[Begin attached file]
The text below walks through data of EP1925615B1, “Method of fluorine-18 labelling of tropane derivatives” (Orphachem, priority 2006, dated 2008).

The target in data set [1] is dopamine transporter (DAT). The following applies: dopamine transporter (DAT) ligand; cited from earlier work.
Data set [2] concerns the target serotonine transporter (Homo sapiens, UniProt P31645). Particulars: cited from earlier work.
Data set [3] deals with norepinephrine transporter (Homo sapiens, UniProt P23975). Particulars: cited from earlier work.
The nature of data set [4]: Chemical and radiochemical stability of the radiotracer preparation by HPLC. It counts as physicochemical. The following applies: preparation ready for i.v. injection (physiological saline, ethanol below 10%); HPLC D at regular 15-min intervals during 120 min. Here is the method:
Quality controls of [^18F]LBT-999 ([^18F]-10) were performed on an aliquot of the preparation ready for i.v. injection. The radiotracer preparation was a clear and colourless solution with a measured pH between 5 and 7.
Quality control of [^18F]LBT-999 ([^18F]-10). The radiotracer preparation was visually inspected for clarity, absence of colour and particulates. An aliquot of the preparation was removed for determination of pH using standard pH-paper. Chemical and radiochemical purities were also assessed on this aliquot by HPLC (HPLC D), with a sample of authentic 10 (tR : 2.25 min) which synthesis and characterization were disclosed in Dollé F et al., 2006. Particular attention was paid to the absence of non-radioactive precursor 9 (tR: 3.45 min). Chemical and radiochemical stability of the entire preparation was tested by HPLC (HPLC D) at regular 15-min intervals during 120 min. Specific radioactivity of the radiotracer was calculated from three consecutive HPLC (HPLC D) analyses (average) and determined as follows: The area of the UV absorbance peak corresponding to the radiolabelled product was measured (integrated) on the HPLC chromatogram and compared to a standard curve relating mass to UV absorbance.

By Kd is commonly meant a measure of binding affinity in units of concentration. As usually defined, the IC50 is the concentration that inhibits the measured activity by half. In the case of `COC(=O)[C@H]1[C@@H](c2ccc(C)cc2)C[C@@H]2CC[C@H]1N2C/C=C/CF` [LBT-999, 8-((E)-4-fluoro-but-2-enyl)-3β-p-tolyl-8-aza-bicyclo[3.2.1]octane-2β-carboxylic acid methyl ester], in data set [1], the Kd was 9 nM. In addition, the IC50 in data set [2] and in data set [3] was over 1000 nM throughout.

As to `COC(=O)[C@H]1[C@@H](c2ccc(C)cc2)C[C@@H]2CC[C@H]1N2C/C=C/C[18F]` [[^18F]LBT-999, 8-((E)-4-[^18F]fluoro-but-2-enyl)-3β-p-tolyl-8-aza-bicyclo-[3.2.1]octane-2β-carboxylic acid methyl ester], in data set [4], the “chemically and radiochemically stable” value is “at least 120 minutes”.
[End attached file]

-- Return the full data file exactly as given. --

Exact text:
The text below walks through data of EP1925615B1, “Method of fluorine-18 labelling of tropane derivatives” (Orphachem, priority 2006, dated 2008).

The target in data set [1] is dopamine transporter (DAT). The following applies: dopamine transporter (DAT) ligand; cited from earlier work.
Data set [2] concerns the target serotonine transporter (Homo sapiens, UniProt P31645). Particulars: cited from earlier work.
Data set [3] deals with norepinephrine transporter (Homo sapiens, UniProt P23975). Particulars: cited from earlier work.
The nature of data set [4]: Chemical and radiochemical stability of the radiotracer preparation by HPLC. It counts as physicochemical. The following applies: preparation ready for i.v. injection (physiological saline, ethanol below 10%); HPLC D at regular 15-min intervals during 120 min. Here is the method:
Quality controls of [^18F]LBT-999 ([^18F]-10) were performed on an aliquot of the preparation ready for i.v. injection. The radiotracer preparation was a clear and colourless solution with a measured pH between 5 and 7.
Quality control of [^18F]LBT-999 ([^18F]-10). The radiotracer preparation was visually inspected for clarity, absence of colour and particulates. An aliquot of the preparation was removed for determination of pH using standard pH-paper. Chemical and radiochemical purities were also assessed on this aliquot by HPLC (HPLC D), with a sample of authentic 10 (tR : 2.25 min) which synthesis and characterization were disclosed in Dollé F et al., 2006. Particular attention was paid to the absence of non-radioactive precursor 9 (tR: 3.45 min). Chemical and radiochemical stability of the entire preparation was tested by HPLC (HPLC D) at regular 15-min intervals during 120 min. Specific radioactivity of the radiotracer was calculated from three consecutive HPLC (HPLC D) analyses (average) and determined as follows: The area of the UV absorbance peak corresponding to the radiolabelled product was measured (integrated) on the HPLC chromatogram and compared to a standard curve relating mass to UV absorbance.

By Kd is commonly meant a measure of binding affinity in units of concentration. As usually defined, the IC50 is the concentration that inhibits the measured activity by half. In the case of `COC(=O)[C@H]1[C@@H](c2ccc(C)cc2)C[C@@H]2CC[C@H]1N2C/C=C/CF` [LBT-999, 8-((E)-4-fluoro-but-2-enyl)-3β-p-tolyl-8-aza-bicyclo[3.2.1]octane-2β-carboxylic acid methyl ester], in data set [1], the Kd was 9 nM. In addition, the IC50 in data set [2] and in data set [3] was over 1000 nM throughout.

As to `COC(=O)[C@H]1[C@@H](c2ccc(C)cc2)C[C@@H]2CC[C@H]1N2C/C=C/C[18F]` [[^18F]LBT-999, 8-((E)-4-[^18F]fluoro-but-2-enyl)-3β-p-tolyl-8-aza-bicyclo-[3.2.1]octane-2β-carboxylic acid methyl ester], in data set [4], the “chemically and radiochemically stable” value is “at least 120 minutes”.